LULING, La. (WVUE) - A couple from Luling was one of the hundreds rescued from a cruise ship in Norwegian waters Saturday (March 26) after the ship’s engines failed in stormy seas, forcing people on the ship to evacuate before it was towed to shore.
The headlines read “terrifying” and “harrowing,” but Coy and Jeri Landry said being pulled from a stalled ship into a hovering helicopter in the middle of the night is simply another travel memory.
The couple, both former teachers, started traveling the world when they both retired. They booked a trip aboard the Viking sky with promises they would see the northern lights.
Jeri remembers that Saturday was not a good “sea day,” but they went to grab a bite to eat on the ship.
“We asked for a table by the window because we like to watch the waves, and the girl looked at us and said, 'Are you sure you want to sit by the window?’" Jeri Landry recalled. “We said ‘Yes.’”
After their meal, the couple returned to their room. Unbeknownst to them, shortly after returning to their cabin, the ship’s engines failed and powerful winds and waves broke the windows where they were sitting just minutes before.
But both Coy and Jeri were safe together in the room, turning to prayer and each other for comfort.
“The boat dipped like this, and we were looking down at the water instead of across at the water and Jeri said, ‘Well my mother always said when we have bad weather like this, let’s say a deck of the rosary,'" Coy said.
The captain issued a mayday call on board, and the Landry’s left their room to meet at one of the rendezvous points. They said they remember the ship rocking back and forth, sending furniture, glasses and people careening from side to side.
“We heard even a couple of screams because people were frightened," Coy said. “We stayed calm pretty much so.”
Jeri said she felt a sense of peace throughout the ordeal.
“At one point I said the Act of Contrition. I thanked God for all of his blessings," Jeri said. “I really felt I was ready to go. I wondered how you’d feel if you thought you might die. But then it was done. I said, ‘I’m ready,’ if not, well, I have to live through this."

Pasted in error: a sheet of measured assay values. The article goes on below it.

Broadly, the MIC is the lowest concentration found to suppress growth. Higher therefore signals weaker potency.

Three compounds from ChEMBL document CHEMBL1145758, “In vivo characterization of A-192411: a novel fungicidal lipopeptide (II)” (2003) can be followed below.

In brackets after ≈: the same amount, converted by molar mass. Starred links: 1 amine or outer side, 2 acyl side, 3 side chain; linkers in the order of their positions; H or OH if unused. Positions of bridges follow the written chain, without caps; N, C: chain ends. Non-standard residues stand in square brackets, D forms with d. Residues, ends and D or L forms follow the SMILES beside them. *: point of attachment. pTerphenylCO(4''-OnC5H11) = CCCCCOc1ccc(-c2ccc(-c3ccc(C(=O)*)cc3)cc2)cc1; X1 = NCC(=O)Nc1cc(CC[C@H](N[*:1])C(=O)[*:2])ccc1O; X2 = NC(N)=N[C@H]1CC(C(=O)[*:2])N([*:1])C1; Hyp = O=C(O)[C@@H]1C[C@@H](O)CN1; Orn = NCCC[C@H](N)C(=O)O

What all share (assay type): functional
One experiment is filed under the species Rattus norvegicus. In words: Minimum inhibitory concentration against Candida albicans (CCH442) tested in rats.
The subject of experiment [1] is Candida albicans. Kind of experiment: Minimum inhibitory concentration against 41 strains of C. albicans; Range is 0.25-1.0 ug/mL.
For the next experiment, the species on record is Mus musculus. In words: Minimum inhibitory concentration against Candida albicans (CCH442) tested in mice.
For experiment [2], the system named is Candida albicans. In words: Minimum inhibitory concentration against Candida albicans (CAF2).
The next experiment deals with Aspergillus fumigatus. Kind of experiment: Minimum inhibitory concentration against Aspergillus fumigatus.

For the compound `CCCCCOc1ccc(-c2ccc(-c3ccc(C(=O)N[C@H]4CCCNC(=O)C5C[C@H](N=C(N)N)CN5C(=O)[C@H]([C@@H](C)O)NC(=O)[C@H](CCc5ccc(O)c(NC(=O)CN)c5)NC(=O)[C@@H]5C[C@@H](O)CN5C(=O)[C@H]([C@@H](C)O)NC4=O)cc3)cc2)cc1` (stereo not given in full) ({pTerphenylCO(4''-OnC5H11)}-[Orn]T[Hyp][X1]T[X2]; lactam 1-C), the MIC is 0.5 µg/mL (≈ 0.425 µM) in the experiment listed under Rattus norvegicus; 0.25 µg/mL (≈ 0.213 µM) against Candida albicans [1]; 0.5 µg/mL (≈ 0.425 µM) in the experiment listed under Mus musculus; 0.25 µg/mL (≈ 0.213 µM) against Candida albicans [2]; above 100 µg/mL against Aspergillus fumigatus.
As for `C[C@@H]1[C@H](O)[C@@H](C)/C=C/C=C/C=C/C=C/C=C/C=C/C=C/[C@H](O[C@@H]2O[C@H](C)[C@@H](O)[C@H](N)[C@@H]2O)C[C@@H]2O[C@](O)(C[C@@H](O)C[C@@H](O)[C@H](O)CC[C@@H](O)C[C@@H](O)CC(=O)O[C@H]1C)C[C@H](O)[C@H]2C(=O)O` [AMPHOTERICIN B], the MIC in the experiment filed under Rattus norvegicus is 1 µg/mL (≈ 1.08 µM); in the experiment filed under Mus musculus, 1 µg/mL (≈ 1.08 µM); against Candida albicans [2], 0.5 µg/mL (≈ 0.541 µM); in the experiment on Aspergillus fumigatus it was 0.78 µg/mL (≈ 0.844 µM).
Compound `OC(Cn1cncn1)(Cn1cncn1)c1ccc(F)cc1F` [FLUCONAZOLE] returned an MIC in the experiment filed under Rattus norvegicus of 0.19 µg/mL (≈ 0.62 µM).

So the two spent the next 12 hours shuffling through the ship in a sort of single file line with hundreds of people waiting to evacuate. They said while they received few updates, they were constantly told everything was under control.
It wasn’t until 2 a.m. Sunday morning, in the cold, rainy night when the Landrys were airlifted from the Viking sky strapped together, and hastily pulled into the aircraft.
“We were swinging in the breeze all the way up, the two of us hooked together,” said Coy.
But by each others’ side they stayed, eventually able to return to the ship the next day to gather their belongings to fly back home.
“We had 15 minutes to pack," Coy said. “Because we had to make the plane to Oslo and we did it.”
With jet-lagged smiles, the two are glad to be home with another story to add to their collection, including this one picture of the northern lights they were promised.
“We’ve lived through a long time, and been through different things at different times. We’re not children, we’re adults and we can adjust," Coy said. “We’re able to pray to be close together. That if we were going, we were going together.”
The Landrys said they were very grateful to the cruise management and crew for how they handled the situation. They’ve been told they will be reimbursed and offered another trip for free, and said they will likely take the trip.
The cause of the ship's engine failure is under investigation.